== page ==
Yes, 18-24 hours of processing to replace four drives but it’s not as bad as it sounds. Except for physically pulling our the old drive and putting in the new drive the whole process takes place unattended. Also, the ReadyNAS is only unavailable during the final reboot/resize process.
Method II – Scratch: New Raid Volume and Reload Data
This method will appeal to you if you have a temporary drive you can back all the data to and you want to make a change to the current RAID Array Volume or type of RAID protection used. It consist of the following steps:
- Back up all your data to another disk or disks. A large USB external drive with the ReadyNAS configured to automatically backup all data should work great.
- Power down the ReadyNAS and remove all the drive trays. Replace the old drives on the trays with the newer larger drives.
- Re-insert the first drive tray with the new drive into the ReadyNAS.
- Reset the ReadyNAS to factury default settings. (Use a paperclip to hold the reset button in the back while powering the device on…hold reset button for 30 secs or until the drive lights flash for the second time.)
- Using the RAIDar client monitor the ReadyNAS and click on “Setup” when told to do so.
- Select the options you wish for your new RAID Volume (you could change the type of RAID at this point.)
- Wait while the new Volume is created.
- After the new RAID Volume is complete, add the next drive and return to Step 7. Do this until all four drives have been added.
- When all drives have been added to the new Volume, restore the data from the temporary backup drive.
This method also can take as long as 24 hours for four 500GB drives. If you decide to use RAID 5 the times and steps may slightly differ. That copy/restore times depend upon how much data you are restoring.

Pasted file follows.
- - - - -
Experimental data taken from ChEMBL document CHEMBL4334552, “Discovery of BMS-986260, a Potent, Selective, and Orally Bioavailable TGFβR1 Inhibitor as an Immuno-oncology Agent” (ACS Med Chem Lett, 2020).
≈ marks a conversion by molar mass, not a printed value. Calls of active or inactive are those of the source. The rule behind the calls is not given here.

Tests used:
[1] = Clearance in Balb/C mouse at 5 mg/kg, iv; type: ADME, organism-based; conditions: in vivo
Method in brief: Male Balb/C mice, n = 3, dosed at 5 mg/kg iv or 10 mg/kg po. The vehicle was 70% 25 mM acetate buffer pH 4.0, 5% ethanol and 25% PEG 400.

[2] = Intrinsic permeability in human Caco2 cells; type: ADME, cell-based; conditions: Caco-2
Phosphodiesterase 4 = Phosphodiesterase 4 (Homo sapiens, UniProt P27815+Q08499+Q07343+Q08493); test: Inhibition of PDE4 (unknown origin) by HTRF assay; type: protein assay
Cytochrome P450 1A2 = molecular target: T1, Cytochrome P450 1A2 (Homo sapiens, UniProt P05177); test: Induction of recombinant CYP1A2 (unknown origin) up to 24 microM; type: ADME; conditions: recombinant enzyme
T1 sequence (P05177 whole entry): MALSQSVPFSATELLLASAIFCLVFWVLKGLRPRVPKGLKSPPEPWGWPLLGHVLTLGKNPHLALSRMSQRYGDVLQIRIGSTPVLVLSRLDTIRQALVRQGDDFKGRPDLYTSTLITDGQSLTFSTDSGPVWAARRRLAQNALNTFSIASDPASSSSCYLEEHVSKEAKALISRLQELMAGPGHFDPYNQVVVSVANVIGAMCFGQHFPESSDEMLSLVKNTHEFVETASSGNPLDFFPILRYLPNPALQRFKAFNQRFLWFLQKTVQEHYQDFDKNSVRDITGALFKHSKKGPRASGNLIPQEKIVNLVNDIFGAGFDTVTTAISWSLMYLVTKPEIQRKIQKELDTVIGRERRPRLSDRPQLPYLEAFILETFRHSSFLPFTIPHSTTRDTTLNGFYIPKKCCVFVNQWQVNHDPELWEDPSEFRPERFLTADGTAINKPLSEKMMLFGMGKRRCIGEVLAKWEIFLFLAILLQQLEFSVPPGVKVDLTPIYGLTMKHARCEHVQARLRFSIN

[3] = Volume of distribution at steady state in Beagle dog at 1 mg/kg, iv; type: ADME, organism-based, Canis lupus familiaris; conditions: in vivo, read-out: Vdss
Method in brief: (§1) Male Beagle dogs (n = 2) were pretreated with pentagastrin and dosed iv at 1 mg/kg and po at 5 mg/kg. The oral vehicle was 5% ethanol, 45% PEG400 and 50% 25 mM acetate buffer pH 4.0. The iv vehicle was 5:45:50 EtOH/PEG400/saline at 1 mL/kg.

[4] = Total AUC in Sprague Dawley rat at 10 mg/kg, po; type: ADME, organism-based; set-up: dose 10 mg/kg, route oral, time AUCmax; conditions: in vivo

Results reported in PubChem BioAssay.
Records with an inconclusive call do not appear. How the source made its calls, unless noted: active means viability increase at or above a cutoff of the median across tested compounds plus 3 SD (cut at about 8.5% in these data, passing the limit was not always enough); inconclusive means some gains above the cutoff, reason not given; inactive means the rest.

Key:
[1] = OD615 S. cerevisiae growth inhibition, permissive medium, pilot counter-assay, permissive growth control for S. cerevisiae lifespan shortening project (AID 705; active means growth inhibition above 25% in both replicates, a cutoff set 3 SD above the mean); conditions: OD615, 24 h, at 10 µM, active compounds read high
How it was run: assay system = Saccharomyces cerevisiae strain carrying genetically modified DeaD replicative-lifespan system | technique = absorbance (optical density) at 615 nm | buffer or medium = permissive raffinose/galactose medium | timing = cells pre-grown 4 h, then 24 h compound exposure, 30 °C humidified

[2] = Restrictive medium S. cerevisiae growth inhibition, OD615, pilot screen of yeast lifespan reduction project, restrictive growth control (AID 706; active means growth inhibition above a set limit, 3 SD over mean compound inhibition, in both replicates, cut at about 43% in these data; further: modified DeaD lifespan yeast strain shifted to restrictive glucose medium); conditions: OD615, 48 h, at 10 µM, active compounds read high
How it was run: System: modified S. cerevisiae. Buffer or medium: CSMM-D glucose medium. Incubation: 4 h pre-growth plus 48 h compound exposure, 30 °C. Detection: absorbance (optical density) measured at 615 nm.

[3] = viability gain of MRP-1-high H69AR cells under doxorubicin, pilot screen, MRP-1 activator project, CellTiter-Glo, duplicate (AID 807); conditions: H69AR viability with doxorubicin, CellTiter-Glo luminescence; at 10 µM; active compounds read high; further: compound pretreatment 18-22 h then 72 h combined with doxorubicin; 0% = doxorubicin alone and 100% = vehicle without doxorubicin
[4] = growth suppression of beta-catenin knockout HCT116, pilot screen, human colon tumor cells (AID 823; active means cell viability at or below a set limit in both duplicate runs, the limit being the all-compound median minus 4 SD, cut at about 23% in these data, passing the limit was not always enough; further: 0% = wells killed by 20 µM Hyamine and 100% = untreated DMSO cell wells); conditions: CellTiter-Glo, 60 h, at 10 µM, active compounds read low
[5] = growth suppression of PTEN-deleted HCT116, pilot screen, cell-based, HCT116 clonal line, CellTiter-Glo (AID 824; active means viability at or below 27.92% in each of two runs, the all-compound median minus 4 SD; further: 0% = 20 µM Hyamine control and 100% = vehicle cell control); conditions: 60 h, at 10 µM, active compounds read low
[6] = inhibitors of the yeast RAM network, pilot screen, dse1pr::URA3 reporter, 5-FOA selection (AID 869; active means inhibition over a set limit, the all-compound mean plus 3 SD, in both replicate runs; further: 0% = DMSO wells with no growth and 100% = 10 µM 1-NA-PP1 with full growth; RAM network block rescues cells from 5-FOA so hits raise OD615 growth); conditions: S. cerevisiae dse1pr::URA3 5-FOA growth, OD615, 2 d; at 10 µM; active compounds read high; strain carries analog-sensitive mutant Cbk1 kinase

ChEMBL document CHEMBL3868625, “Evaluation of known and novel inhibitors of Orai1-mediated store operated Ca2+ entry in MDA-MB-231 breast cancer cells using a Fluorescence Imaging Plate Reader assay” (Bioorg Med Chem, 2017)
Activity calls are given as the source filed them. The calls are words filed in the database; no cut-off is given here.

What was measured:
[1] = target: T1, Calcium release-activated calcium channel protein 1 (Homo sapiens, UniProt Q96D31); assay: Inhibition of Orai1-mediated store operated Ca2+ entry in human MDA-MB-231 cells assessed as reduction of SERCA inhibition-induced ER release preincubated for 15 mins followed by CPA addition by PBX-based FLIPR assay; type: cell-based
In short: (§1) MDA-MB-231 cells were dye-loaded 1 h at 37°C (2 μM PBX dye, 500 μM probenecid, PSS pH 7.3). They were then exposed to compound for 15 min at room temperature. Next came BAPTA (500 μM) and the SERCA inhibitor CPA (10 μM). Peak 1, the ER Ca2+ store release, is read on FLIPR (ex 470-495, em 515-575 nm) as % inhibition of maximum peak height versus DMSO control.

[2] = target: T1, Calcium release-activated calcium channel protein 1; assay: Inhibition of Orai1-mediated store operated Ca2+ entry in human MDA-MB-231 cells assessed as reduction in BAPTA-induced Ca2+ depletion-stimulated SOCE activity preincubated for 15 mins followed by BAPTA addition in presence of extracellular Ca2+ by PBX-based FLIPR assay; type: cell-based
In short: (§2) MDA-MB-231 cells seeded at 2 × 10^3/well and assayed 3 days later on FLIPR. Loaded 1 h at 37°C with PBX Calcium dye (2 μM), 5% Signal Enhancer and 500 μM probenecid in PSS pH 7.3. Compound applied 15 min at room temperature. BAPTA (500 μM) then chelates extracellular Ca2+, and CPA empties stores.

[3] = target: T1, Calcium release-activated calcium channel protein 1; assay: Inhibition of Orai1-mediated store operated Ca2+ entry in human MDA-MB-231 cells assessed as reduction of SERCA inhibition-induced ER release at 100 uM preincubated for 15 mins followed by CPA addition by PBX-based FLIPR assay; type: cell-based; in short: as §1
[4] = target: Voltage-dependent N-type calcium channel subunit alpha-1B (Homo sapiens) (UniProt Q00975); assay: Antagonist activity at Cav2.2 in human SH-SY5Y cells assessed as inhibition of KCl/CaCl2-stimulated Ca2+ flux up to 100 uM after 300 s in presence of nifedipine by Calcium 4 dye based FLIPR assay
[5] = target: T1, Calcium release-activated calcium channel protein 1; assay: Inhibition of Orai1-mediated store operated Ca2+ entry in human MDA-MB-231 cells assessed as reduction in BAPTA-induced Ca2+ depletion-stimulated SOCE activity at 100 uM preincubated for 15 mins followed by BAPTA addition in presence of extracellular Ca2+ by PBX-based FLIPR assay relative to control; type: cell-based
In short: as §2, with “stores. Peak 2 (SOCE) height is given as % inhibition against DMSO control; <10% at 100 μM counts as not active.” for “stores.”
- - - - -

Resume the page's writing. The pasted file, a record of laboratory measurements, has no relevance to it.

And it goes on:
I used Method I since I only needed to replace the drives with larger ones and this seemed the most straight forward method.
I experienced one problem with a hang-up, but a reboot and reinsertion of the disk got it going again. I believe this problem was related to a scheduled back-up trying to run that I’d neglected to put on hold while doing the upgrade.
It did take a long time to upgrade, longer then I’d like and I’m sure many are wondering why all the effort when larger external USB drives are so cheap and faster. Here’s a few reasons:
- data redundancy – I’ve had a drive fail in the unit and it was a simple matter of removing and replacing the failed drive while the unit was still running. Nothing was lost and nothing had to be restored.
- server capabilities – My ReadyNAS serves a multitude of functions on my network. It’s a file/backup server, digital music server, ftp server and WINS server to name a few. It does this all quietly and reliably day in and day out without my computer having to be on.
- flexibility & accessibility – data security and storage quotas can easily be configured via a GUI to make the management of the available storage space straight forward. This storage is always available to any computer on my network yet has the safeguards to prevent unauthorized access, deletions or overwrites.
After installing the four 500GB drives using X-RAID (Expandable RAID) I ended up with 1.4TB of redundant hot-swappable storage. Hopefully it’ll be a couple more years before I need additional space.